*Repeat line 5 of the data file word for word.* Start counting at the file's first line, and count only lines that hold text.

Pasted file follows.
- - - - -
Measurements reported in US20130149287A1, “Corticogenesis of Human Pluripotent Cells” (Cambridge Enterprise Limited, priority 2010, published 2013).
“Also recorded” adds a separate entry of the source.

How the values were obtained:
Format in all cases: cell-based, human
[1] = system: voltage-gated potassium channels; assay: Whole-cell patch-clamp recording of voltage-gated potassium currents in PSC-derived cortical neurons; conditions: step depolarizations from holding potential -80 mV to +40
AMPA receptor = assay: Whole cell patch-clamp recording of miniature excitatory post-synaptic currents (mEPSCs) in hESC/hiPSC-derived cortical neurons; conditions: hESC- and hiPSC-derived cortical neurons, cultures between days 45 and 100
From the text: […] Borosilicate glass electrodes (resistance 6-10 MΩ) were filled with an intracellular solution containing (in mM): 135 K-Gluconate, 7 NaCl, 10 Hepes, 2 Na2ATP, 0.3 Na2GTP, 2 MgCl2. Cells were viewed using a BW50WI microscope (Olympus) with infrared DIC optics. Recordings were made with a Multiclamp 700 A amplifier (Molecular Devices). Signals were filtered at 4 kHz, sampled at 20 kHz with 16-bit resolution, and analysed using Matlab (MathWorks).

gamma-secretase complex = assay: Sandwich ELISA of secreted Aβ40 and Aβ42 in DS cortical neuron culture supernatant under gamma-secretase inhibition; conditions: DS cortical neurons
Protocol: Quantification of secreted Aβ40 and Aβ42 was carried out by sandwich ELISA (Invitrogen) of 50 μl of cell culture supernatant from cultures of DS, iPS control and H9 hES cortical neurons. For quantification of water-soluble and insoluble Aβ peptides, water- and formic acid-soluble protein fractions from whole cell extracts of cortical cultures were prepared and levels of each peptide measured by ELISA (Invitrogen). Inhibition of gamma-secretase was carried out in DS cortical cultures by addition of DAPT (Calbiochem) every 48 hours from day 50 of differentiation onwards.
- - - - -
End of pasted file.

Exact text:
[1] = system: voltage-gated potassium channels; assay: Whole-cell patch-clamp recording of voltage-gated potassium currents in PSC-derived cortical neurons; conditions: step depolarizations from holding potential -80 mV to +40